Editorial: Your right to vote was earned, use it

Hang on for a minute...we're trying to find some more stories you might like.


Email This Story






FILE - In this Oct. 30, 2016 file photo, a woman kneels to take a "back break" while waiting in line at a weekend early voting polling place at the North Hollywood branch library in Los Angeles. The FBI's disclosure that it was reviewing emails related to Hillary Clinton's email investigation will make no difference to tens of millions of voters who have already cast ballots.  (AP Photo/Reed Saxon, File)

AP
FILE – In this Oct. 30, 2016 file photo, a woman kneels to take a “back break” while waiting in line at a weekend early voting polling place at the North Hollywood branch library in Los Angeles. The FBI’s disclosure that it was reviewing emails related to Hillary Clinton’s email investigation will make no difference to tens of millions of voters who have already cast ballots. (AP Photo/Reed Saxon, File)

At some point in American history, someone fought tirelessly to earn your ability to vote. On this Election Day, we, the editors of The Parthenon, encourage you to research candidates and exercise that constitutional right.

Voting is perhaps the most important feature of our democracy, as it voices the will of the people entirely. When we dismiss the responsibility, we contribute to the chaos.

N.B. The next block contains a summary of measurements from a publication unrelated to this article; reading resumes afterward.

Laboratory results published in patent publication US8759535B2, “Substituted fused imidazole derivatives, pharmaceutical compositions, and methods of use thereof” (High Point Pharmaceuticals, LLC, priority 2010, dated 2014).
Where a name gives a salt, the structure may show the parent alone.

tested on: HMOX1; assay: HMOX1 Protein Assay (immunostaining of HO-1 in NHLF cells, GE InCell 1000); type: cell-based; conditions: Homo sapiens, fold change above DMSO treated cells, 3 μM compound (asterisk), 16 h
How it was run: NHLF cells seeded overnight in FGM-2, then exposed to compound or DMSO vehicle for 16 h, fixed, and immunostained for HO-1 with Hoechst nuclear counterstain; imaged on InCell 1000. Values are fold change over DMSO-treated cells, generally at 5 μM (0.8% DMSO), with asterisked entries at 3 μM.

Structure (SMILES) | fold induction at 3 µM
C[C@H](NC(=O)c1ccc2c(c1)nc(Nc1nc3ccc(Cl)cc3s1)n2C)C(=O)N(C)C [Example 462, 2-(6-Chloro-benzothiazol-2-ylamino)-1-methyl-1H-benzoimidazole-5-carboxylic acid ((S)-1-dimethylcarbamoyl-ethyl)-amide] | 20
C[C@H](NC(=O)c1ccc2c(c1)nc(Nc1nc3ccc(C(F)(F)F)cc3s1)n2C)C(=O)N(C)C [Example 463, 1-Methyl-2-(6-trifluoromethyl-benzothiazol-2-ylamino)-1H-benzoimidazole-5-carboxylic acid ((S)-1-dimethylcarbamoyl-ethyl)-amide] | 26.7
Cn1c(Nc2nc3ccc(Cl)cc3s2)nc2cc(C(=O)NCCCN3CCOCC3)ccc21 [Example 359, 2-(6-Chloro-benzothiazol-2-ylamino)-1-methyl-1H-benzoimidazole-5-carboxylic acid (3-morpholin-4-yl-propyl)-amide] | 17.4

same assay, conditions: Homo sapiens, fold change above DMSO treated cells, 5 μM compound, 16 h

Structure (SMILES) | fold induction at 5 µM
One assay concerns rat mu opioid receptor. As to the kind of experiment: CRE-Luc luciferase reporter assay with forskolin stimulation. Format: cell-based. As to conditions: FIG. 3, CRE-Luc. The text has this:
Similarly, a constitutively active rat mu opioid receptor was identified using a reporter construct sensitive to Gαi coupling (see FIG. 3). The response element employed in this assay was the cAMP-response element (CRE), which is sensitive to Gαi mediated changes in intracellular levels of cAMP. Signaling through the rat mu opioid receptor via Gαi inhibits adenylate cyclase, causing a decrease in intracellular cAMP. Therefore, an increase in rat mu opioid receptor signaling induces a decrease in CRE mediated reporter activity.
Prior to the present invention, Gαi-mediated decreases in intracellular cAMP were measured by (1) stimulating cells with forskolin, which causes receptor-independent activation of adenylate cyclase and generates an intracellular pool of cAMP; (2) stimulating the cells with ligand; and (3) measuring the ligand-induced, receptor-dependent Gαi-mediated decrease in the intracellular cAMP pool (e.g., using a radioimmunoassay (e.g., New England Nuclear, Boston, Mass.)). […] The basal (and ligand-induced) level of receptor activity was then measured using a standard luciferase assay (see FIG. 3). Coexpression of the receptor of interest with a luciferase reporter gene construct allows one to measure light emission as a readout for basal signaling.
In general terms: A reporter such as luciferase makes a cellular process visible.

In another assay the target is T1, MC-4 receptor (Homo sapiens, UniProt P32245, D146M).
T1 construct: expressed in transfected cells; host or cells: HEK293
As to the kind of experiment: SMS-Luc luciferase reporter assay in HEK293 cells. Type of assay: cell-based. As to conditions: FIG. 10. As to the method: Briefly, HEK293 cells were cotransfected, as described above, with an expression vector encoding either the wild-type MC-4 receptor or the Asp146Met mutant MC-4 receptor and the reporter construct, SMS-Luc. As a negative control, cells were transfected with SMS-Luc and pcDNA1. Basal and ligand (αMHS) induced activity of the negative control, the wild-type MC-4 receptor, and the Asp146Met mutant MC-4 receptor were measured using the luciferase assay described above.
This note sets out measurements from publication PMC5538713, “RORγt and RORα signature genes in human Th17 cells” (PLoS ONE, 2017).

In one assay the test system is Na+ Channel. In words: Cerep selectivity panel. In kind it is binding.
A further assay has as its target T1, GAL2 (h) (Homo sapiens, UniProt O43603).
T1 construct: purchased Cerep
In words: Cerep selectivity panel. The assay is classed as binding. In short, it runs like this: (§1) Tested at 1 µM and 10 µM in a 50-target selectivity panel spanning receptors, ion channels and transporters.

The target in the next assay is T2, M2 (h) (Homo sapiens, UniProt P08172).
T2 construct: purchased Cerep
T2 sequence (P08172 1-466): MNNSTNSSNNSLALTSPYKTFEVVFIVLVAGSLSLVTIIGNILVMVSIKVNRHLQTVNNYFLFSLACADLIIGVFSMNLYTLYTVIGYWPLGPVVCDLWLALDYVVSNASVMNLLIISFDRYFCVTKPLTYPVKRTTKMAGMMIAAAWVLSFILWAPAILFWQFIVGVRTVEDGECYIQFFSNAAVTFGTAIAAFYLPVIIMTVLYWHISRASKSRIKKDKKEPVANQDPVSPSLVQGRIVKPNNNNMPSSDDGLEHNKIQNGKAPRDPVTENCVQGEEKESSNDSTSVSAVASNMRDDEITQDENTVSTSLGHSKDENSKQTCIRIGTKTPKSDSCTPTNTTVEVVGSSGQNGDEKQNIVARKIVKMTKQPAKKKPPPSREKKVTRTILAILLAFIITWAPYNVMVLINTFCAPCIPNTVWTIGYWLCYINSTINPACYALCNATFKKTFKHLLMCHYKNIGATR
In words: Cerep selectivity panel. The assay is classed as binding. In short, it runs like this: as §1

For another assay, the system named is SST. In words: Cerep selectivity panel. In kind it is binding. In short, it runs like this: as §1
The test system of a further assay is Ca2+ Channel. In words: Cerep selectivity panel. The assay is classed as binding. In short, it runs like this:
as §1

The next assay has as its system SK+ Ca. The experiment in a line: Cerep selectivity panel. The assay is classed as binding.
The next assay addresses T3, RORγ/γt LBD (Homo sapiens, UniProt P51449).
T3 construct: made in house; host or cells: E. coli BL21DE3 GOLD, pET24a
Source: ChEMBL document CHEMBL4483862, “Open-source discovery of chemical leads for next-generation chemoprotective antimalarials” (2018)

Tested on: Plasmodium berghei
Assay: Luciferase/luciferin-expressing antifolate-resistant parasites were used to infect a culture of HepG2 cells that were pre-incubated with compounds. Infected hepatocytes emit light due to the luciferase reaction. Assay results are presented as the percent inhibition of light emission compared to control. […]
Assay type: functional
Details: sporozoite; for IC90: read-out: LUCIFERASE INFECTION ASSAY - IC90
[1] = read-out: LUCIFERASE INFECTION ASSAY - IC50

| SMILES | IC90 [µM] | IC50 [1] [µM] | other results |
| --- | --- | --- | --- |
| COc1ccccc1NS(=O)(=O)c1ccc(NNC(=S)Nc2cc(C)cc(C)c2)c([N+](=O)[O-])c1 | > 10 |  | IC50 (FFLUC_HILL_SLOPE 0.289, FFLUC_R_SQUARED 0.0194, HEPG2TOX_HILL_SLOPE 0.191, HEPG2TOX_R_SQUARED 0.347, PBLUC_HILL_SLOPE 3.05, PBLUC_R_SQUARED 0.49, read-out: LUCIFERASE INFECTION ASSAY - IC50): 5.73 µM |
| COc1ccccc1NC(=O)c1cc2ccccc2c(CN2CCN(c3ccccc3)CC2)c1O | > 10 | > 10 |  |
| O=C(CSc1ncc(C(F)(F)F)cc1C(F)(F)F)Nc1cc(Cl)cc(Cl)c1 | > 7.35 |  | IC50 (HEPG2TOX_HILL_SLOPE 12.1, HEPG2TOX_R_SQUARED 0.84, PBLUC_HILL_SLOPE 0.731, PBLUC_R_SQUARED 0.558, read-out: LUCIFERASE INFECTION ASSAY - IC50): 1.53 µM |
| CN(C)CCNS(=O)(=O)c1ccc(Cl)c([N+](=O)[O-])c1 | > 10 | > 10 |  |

Sure, it’s easy to be “busy” or dislike the presidential candidates, but ballots include local and state candidates too, and those races will affect your life more directly. Elected representatives have the authority to delegate funding or revoke it from the organizations you support. Your community’s future literally depends on your participation.

In September, West Virginia Secretary of State Natalie Tennant released a series of videos from community members in which they reveal the motivation behind their democratic participation.

Marshall President Jerome Gilbert, a documentary participant, said he was among the first to vote after the ratification of the 26th Amendment, which enabled citizens aged 18 and above to participate — a right he considered a “great privilege.”

“I’ve not hesitated to vote in every primary and every election since then,” Gilbert said. “I don’t think I’ve missed a single one. It’s our duty to be an active participant in the process to decide the future of our government and to decide the future election of individuals that will represent us.”

Like Gilbert, the motivation is personal for many.

“I vote because my grandmother’s generation worked, marched, rallied, went to jail and were even tortured trying to implement the promise of our country: that we are a government of people,” said Charleston resident Conni Gratop Lewis, of the League of Women Voters.

Lewis said a “better” West Virginia can only come from active participation within.

“It’s not enough to complain, or march, or write your elected officials,” she said. “In my career as a lobbyist for tiny nonprofits, I learned that most officials want to do the right thing, but they need the voters’ backing to do it.”

In the words of President Lyndon B. Johnson, “The vote is the most powerful instrument ever devised by a man for breaking down injustice and destroying the terrible walls which imprison men because they are different from other men.”

You have the power to change your nation. Own it.

Print Friendly, PDF & Email